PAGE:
"Halt!" came the shouted German command. With creaks and groans the wagon came to a stop. "Your papers please,' the voice continued.

Maleeva said something in Romany, which Quentin had heard Sandor and Magda use. She was apparently trying to convey that she spoke no German, hoping the Nazis would think her harmless.

"She is some sort of gypsy trash," one soldier said to the other. "She speaks no German apparently. They both belong in a camp."

"It costs the Reich a lot of money to transport trash to a camp, Metz," the other observed. " Let's just shoot them and inventory their belongings."

Quentin decided to try another bluff. After all, it saved ammunition. Coming forward, he climbed between Maleeva and Larry. The Germans brought their rifles up and pointed both at him.

"Do not fear, noble soldiers of the Reich!" He called in what he hoped sounded like the flamboyant pattern of gypsy speech. "We are certainly not worth the cost of bullets to shoot us. Permit me to introduce myself. I am Sandor Rakosi."

At the sound of that name, Maleeva seemed to freeze and her eyes stared wildly at Quentin. Undeterred, Quentin continued. "This is my mother, Maleeva, and my mute brother Eduardo. We have been entertaining the glorious armies of the Reich with our many skills."

"Then show us one," the first to speak, Metz, snapped.

Quentin was stuck that time. He didn't have one trick up his sleeve.

"I will tell your fortune," Maleeva offered, her face once more inscrutable.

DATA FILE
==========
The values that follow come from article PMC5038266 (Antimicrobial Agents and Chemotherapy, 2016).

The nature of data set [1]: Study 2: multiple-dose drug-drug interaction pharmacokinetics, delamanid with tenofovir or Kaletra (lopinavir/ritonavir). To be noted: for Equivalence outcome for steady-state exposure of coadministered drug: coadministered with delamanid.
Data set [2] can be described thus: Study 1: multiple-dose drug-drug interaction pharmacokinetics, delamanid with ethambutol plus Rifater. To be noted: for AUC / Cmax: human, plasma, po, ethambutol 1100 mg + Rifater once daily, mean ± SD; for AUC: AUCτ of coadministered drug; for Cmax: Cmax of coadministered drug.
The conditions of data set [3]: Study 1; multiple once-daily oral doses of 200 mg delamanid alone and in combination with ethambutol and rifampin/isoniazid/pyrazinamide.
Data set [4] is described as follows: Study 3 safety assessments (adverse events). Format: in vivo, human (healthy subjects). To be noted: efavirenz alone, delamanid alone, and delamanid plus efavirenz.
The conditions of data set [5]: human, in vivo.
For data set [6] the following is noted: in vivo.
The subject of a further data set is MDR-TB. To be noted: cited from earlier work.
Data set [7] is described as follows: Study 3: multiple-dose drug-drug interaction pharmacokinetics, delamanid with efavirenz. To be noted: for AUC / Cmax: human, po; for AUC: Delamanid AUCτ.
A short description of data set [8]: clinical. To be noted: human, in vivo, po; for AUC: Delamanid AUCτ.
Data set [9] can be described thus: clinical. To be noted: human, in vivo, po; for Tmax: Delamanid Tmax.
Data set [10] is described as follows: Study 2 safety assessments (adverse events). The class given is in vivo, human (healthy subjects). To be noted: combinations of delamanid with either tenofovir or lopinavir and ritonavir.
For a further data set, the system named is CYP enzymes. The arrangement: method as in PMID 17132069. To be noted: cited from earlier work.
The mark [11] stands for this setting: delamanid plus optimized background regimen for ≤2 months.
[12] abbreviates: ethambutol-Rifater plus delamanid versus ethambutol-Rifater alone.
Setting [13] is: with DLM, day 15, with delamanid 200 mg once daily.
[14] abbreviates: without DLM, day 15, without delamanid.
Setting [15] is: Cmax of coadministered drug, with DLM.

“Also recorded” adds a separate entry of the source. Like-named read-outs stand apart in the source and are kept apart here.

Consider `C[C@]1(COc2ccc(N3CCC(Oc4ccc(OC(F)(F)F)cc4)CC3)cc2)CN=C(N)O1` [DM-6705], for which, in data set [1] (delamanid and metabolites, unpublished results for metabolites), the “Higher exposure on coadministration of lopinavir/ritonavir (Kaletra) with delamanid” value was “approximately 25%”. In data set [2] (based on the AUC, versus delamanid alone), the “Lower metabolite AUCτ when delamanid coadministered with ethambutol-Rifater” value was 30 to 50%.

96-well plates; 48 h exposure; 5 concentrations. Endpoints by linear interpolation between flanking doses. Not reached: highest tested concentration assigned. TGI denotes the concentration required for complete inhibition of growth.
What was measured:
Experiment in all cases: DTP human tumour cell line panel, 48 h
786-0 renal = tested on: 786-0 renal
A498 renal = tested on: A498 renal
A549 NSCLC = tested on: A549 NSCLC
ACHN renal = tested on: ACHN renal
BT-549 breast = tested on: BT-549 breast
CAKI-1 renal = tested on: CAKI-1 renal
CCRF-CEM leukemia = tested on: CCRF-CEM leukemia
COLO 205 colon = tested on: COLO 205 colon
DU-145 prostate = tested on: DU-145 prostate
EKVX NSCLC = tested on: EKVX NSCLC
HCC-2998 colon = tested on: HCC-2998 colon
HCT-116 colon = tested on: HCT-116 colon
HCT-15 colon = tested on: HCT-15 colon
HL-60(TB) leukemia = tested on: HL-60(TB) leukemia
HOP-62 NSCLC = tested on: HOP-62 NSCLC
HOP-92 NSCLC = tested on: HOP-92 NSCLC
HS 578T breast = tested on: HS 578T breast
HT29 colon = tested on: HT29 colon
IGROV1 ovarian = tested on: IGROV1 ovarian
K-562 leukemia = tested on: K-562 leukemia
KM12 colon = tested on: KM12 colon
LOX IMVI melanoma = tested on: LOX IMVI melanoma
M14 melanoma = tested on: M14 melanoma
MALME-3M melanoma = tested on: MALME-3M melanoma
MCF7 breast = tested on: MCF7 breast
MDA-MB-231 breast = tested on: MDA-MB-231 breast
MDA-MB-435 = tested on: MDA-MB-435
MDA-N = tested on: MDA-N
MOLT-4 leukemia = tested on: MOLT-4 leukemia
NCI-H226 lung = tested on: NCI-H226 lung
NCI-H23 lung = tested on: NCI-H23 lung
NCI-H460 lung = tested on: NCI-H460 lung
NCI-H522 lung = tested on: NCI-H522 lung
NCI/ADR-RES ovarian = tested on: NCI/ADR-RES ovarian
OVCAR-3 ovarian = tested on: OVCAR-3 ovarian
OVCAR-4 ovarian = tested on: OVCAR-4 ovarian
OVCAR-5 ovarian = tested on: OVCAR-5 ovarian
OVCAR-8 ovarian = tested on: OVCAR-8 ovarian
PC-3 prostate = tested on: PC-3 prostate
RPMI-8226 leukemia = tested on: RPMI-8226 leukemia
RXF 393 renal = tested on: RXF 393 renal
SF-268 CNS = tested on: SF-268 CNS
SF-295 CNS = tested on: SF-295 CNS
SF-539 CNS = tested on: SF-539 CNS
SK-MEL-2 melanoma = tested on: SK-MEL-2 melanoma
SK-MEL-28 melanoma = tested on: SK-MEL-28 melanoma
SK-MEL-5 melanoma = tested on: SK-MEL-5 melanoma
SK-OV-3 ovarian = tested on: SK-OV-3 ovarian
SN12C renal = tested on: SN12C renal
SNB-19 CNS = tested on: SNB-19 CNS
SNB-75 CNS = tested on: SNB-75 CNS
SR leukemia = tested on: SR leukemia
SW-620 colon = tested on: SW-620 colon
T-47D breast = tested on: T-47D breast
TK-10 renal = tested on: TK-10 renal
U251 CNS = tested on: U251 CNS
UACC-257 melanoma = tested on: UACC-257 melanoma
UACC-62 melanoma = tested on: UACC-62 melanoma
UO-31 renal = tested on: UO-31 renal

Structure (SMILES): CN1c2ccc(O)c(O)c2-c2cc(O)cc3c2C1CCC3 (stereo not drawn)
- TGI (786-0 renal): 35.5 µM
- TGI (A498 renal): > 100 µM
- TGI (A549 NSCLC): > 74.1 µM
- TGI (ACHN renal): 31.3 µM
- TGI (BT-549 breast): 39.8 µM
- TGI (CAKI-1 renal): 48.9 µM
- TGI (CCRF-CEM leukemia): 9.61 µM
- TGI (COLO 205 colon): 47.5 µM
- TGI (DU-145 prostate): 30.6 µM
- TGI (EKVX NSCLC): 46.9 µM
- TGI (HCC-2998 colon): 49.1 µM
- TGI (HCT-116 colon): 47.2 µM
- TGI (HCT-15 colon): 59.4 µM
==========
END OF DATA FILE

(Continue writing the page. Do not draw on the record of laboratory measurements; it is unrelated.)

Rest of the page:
"No tricks," Metz pointed out. "We will shoot your son down."

"I have lost one son," Maleeva stated as she reached back into the wagon. "I have no wish to lose any more.."

She produced a crystal ball on a square of black velvet. Muttering in Romany, she passed one hand over it. She gazed up at Metz.

"You will do. I see in the crystal that you are a man who has come far in this war, a hero."

"That's right," Metz agreed. "I killed seven Russians."

"In their sleep, no doubt," his companion snorted.

"Your reward was an assignment here," the gypsy continued.

"That's also true!" Metz gasped in amazement. "She does know how to tell a fortune. What is my future, then, witch?"

Maleeva put both hands under the orb and stared into it fixedly, her eyes growing larger and larger. Then, with a shriek, she held the crystal high above her head.

"What?" demanded Metz. By now, both he and his partner were enraptured. "What is my future?"

"Death!" screamed Maleeva, hurling the crystal ball at the stunned Metz. It crashed into his forage cap and sent him reeling.

This was all Quentin needed. Metz's companion was slow to return his gaze to Quentin, who launched himself from the wagon and brought down the German in a flying tackle. Wrenching the Mauser from the startled Nazi, Quentin brought its butt down on the soldier's skull with a heavy thud. The man stopped any further activity. Metz, however, had regained himself and was pointing his weapon at Quentin's unprotected back.

"No!" Larry Talbot shouted. He began to climb off the wagon.

"Ein Amerikaner!" Metz snarled. He turned his rifle toward Larry and fired point blank into Larry's chest. Quentin had no choice but to whip out his pistol and splatter Metz' brains all over the Vasariastrasse. He then ran over to Larry, who was hunched over by the roadside in pain.

"Are you okay?" Quentin demanded. He could see smoke curling from Larry's shirt. The point-blank shot should have blown a huge hole through the man. Quentin saw where the flame had burned the shirt, but he saw only an angry red scar where the bullet had penetrated. To his amazement, even that faded to pink and then disappeared altogether.

"What are you, a vampire?" Quentin knew that his cousin Barnabas was similarly immune to normal weapons.